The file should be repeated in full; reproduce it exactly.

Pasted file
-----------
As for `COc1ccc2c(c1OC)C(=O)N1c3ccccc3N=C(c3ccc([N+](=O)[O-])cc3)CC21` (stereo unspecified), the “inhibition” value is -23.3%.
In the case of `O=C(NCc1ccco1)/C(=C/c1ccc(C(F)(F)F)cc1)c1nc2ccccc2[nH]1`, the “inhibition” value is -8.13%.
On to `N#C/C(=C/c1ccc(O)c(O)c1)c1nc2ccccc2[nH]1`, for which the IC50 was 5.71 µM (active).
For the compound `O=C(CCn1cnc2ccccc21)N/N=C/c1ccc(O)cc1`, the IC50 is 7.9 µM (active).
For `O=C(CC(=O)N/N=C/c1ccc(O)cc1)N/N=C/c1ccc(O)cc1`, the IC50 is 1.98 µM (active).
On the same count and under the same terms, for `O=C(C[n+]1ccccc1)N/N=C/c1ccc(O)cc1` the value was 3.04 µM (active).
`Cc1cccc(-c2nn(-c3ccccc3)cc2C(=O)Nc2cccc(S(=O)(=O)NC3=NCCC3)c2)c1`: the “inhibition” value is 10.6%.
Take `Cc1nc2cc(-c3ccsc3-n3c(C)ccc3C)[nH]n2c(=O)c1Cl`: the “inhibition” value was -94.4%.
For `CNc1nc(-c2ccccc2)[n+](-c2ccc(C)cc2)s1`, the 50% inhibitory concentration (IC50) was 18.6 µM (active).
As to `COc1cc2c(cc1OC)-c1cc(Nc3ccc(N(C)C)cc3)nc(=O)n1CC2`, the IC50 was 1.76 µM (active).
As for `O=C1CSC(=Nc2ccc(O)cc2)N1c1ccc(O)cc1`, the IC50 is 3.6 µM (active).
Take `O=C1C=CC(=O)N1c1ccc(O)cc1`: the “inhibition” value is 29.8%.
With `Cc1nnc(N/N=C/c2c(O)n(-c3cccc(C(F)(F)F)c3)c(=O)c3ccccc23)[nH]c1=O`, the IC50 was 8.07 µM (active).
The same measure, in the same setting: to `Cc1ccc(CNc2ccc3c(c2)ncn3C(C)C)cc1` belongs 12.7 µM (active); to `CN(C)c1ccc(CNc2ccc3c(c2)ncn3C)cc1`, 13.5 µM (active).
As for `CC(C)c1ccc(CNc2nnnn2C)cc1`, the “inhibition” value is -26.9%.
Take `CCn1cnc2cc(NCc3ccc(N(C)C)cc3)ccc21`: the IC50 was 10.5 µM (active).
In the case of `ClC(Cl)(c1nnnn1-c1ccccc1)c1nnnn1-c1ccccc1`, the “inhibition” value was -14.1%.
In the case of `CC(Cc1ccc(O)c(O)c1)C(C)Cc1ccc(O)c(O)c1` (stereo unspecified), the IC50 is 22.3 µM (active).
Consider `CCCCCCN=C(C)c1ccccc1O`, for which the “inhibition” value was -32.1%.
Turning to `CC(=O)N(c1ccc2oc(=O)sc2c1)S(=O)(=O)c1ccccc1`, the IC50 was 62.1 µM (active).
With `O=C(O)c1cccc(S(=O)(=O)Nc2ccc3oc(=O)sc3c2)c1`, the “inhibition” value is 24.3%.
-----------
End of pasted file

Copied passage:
As for `COc1ccc2c(c1OC)C(=O)N1c3ccccc3N=C(c3ccc([N+](=O)[O-])cc3)CC21` (stereo unspecified), the “inhibition” value is -23.3%.
In the case of `O=C(NCc1ccco1)/C(=C/c1ccc(C(F)(F)F)cc1)c1nc2ccccc2[nH]1`, the “inhibition” value is -8.13%.
On to `N#C/C(=C/c1ccc(O)c(O)c1)c1nc2ccccc2[nH]1`, for which the IC50 was 5.71 µM (active).
For the compound `O=C(CCn1cnc2ccccc21)N/N=C/c1ccc(O)cc1`, the IC50 is 7.9 µM (active).
For `O=C(CC(=O)N/N=C/c1ccc(O)cc1)N/N=C/c1ccc(O)cc1`, the IC50 is 1.98 µM (active).
On the same count and under the same terms, for `O=C(C[n+]1ccccc1)N/N=C/c1ccc(O)cc1` the value was 3.04 µM (active).
`Cc1cccc(-c2nn(-c3ccccc3)cc2C(=O)Nc2cccc(S(=O)(=O)NC3=NCCC3)c2)c1`: the “inhibition” value is 10.6%.
Take `Cc1nc2cc(-c3ccsc3-n3c(C)ccc3C)[nH]n2c(=O)c1Cl`: the “inhibition” value was -94.4%.
For `CNc1nc(-c2ccccc2)[n+](-c2ccc(C)cc2)s1`, the 50% inhibitory concentration (IC50) was 18.6 µM (active).
As to `COc1cc2c(cc1OC)-c1cc(Nc3ccc(N(C)C)cc3)nc(=O)n1CC2`, the IC50 was 1.76 µM (active).
As for `O=C1CSC(=Nc2ccc(O)cc2)N1c1ccc(O)cc1`, the IC50 is 3.6 µM (active).
Take `O=C1C=CC(=O)N1c1ccc(O)cc1`: the “inhibition” value is 29.8%.
With `Cc1nnc(N/N=C/c2c(O)n(-c3cccc(C(F)(F)F)c3)c(=O)c3ccccc23)[nH]c1=O`, the IC50 was 8.07 µM (active).
The same measure, in the same setting: to `Cc1ccc(CNc2ccc3c(c2)ncn3C(C)C)cc1` belongs 12.7 µM (active); to `CN(C)c1ccc(CNc2ccc3c(c2)ncn3C)cc1`, 13.5 µM (active).
As for `CC(C)c1ccc(CNc2nnnn2C)cc1`, the “inhibition” value is -26.9%.
Take `CCn1cnc2cc(NCc3ccc(N(C)C)cc3)ccc21`: the IC50 was 10.5 µM (active).
In the case of `ClC(Cl)(c1nnnn1-c1ccccc1)c1nnnn1-c1ccccc1`, the “inhibition” value was -14.1%.
In the case of `CC(Cc1ccc(O)c(O)c1)C(C)Cc1ccc(O)c(O)c1` (stereo unspecified), the IC50 is 22.3 µM (active).
Consider `CCCCCCN=C(C)c1ccccc1O`, for which the “inhibition” value was -32.1%.
Turning to `CC(=O)N(c1ccc2oc(=O)sc2c1)S(=O)(=O)c1ccccc1`, the IC50 was 62.1 µM (active).
With `O=C(O)c1cccc(S(=O)(=O)Nc2ccc3oc(=O)sc3c2)c1`, the “inhibition” value is 24.3%.